DISH Spectrum Decision May Hinge on FCC Process

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By Kyle Daly

Sept. 26 — A federal appeals court ruling on a Federal Communications Commission order denying wireless spectrum discounts to Dish Network Corp. and two affiliated companies might come down to whether the court thinks the agency should have given the companies time to restructure their relationships before refusing the discounts SNR Wireless Licenseco, LLC v. FCC , D.C. Cir., No. 15-01331, oral argument 9/26/16 .

The U.S. Court of Appeals for the District of Columbia Circuit heard oral argument Sept. 26 in the case, in which the two affiliated companies, SNR Wireless and Northstar Wireless, are urging the court to invalidate the commission's order. The agency said Dish had de facto control over SNR and Northstar and couldn’t claim a 25 percent credit intended for small businesses that the companies sought in the FCC's January 2015 auction of AWS-3 spectrum .

At issue in the case are $3.3 billion worth of small-business discounts the companies tried to claim in the auction. After being denied, they gave up enough of the licenses they won to cover the difference of the denied bids and a 15 percent fee for the auction price of the unclaimed credits. If the FCC prevails, the denial stands; if DISH and its affiliates win, they might be able to get the relinquished spectrum licenses back.

The panel now must decide if the FCC should have offered more clarity on what constitutes control, and if it should have given the companies time to fix the issues the agency had with their relationship before denying the bidding credits outright. The decision will be based on the FCC's standards at the time of the AWS-3 auction, rather than expanded rules and limits on relationships pertaining to spectrum auctions that the FCC subsequently adopted in response to the DISH controversy (2015 TLN 13, 8/1/15).

The three D.C. Circuit judges questioned FCC attorney Maureen Flood at length about whether the FCC acted correctly in not giving the companies more guidance on—or chances at compliance with—its standards. Flood said it was “implausible” to think there was anything the companies could have done to legitimately qualify for the bidding credits.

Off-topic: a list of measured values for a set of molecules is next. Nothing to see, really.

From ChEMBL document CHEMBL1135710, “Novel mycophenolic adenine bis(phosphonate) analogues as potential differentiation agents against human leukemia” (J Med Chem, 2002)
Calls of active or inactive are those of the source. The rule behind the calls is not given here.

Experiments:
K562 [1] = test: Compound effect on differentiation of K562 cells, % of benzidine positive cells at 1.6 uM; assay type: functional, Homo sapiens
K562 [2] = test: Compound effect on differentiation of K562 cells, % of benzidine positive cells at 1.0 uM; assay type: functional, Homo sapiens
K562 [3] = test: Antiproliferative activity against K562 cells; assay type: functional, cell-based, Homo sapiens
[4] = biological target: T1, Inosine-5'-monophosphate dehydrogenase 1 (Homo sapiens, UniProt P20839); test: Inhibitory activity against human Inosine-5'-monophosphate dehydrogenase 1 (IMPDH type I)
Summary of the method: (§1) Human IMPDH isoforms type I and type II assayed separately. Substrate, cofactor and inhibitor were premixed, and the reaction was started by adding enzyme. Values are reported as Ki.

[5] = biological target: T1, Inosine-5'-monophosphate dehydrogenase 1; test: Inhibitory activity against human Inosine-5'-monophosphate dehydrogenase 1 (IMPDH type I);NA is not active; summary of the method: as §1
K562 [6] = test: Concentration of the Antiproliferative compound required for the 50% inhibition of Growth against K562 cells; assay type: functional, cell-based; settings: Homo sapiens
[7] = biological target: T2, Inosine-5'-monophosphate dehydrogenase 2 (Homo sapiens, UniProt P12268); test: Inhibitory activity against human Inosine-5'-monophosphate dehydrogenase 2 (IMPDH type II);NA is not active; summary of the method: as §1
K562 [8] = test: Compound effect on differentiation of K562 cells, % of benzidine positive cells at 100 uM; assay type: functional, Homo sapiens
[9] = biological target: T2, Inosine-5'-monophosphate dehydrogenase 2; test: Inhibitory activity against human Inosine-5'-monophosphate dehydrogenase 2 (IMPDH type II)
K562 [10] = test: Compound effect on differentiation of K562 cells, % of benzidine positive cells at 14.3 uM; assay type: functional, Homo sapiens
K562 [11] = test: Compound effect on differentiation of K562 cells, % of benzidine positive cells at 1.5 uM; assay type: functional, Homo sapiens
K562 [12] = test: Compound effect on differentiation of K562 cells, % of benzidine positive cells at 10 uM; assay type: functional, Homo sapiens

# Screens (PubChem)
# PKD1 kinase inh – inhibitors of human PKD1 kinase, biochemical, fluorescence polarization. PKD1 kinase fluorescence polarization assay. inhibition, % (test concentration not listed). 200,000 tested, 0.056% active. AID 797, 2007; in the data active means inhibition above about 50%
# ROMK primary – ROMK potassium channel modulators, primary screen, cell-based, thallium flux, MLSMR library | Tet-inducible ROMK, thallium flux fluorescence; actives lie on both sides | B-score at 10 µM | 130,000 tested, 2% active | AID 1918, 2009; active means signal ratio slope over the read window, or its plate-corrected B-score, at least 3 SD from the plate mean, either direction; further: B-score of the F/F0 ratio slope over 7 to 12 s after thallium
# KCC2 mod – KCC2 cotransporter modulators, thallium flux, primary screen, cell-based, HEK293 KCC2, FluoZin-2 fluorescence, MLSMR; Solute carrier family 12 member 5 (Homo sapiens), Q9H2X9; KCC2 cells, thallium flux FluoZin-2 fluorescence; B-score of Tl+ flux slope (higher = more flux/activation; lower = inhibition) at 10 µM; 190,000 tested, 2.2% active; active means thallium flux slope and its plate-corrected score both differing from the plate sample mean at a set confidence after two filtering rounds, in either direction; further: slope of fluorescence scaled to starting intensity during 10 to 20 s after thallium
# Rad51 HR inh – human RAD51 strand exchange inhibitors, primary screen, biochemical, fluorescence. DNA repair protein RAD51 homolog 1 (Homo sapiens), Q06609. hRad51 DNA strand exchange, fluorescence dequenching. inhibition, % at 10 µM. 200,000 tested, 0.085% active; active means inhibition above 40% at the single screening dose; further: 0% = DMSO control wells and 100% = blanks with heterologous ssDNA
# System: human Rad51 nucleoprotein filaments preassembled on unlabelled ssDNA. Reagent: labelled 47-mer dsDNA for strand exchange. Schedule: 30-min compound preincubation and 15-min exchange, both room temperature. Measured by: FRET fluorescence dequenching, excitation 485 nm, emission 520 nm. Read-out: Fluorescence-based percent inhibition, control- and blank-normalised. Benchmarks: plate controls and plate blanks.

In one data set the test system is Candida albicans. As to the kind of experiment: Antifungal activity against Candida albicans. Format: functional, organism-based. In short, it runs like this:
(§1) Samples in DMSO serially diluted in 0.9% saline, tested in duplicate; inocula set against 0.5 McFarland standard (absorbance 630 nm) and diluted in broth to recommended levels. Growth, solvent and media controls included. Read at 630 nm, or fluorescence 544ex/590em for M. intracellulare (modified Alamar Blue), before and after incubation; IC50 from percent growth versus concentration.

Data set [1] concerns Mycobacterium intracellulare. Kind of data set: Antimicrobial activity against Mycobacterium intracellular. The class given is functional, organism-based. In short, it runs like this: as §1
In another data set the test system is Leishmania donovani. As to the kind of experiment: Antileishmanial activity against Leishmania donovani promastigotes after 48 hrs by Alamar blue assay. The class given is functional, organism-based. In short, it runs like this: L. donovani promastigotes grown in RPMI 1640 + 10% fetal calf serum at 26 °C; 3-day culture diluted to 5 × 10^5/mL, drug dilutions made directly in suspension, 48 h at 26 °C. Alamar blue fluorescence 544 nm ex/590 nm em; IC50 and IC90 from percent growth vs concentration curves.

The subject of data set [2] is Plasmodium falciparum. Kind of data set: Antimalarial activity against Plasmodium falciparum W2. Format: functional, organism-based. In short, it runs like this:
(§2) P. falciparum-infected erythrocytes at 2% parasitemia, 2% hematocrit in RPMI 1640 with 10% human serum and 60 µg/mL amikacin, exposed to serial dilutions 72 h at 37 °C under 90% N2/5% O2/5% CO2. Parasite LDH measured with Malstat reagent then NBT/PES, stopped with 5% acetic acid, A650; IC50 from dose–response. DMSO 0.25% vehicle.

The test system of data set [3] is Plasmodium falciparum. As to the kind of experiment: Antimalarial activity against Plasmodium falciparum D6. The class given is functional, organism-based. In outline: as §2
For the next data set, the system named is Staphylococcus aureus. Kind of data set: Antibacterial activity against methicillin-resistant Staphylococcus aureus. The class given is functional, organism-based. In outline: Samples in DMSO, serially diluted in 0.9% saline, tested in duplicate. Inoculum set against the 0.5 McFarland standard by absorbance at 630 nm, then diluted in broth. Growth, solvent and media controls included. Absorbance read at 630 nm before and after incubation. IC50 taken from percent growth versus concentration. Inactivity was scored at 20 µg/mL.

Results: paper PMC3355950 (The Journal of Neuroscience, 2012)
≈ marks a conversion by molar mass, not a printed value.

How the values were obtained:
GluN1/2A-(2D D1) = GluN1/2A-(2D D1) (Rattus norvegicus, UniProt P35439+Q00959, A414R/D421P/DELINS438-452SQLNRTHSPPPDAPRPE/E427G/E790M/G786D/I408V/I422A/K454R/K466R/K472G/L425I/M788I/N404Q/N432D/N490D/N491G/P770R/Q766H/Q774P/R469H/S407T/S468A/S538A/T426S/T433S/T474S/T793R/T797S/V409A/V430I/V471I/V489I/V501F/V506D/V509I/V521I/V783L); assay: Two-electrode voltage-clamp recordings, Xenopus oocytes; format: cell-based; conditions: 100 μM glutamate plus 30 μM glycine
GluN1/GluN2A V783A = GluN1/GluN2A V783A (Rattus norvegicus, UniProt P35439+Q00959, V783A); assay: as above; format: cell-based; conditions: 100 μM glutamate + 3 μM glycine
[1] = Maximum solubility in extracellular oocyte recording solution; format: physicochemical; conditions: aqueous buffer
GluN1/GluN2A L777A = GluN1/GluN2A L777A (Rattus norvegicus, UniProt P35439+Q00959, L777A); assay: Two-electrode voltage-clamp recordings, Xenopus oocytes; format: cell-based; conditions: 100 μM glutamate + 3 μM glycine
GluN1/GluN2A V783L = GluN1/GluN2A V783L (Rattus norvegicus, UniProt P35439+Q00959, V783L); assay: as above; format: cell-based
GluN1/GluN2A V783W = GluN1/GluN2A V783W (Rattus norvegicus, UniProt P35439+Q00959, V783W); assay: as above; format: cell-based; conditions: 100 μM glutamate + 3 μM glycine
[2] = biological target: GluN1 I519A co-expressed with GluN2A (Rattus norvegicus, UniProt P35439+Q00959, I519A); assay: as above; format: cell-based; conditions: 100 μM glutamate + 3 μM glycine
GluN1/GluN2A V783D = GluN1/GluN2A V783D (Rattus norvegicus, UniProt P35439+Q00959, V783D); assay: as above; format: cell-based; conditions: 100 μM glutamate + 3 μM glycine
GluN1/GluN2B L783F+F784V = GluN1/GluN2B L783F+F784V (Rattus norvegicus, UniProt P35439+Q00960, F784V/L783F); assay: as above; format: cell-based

Hogan Lovells U.S. LLP partner Catherine Stetson, arguing on behalf of SNR, said the FCC had unclear standards for what would count as outright control of a “designated entity” (DE), which are intended to help small-, minority- and women-owned businesses enter the wireless market. DISH treated SNR and Northstar as designated entities in the AWS-3 auction.

Flood said certain elements of DISH's arrangements violated clearly articulated standards of control. She singled out a provision that would allow SNR and Northstar to sell their acquired licenses to DISH if they prove unable within five years to pay off loans DISH provided to fund their bids. This, together with an interoperability requirement that Flood said would force the DEs to wait until DISH decides how to use its spectrum before using the AWS-3 spectrum to build out compatible networks, amounted to a virtual guarantee that the bids would result in the DEs delivering the discounted spectrum to DISH at a later date, Flood said. FCC standards prohibit designated-entity arrangements that require such sales.

Stetson said DISH and the DEs structured their agreements in line with those the FCC has allowed in the past. Without explicit guidance from the FCC on what it considered impermissible, Stetson said the companies had no reason to believe they would run into problems, especially given that they were allowed to participate in the auction and commit to spectrum buys before the FCC raised any objections.

“That's the point,” she said. “Their rules were not clear.”

Handicapping the Decision

The lines of questioning suggested the potential for a split ruling.

Judge Cornelia Pillard used many of her questions to challenge Stetson to explain how the DEs could reasonably be viewed as independent from DISH's influence. Judge Stephen Williams, on the other hand, appeared skeptical of the FCC. He began his questions by saying he's “not sure” he understood the FCC's position “at all.”

He later told Flood, “Maybe if you had clear rules, the problem [of denied petitions] would arise a lot less.”

Judge Janice Rogers Brown, who was less active in questioning, said that DISH, SNR and Northstar were aware ahead of time that any term in their agreements that would force effective control by DISH wouldn't pass muster.

A source close to Northstar said the company hopes that, if the FCC loses, it will return the spectrum licenses the company gave up after the agency denied the bidding discounts. FCC spokesman Neil Grace declined to comment on the FCC's plans should it lose the case.

To contact the reporter on this story: Kyle Daly in Washington at

To contact the editor responsible for this story: Keith Perine at

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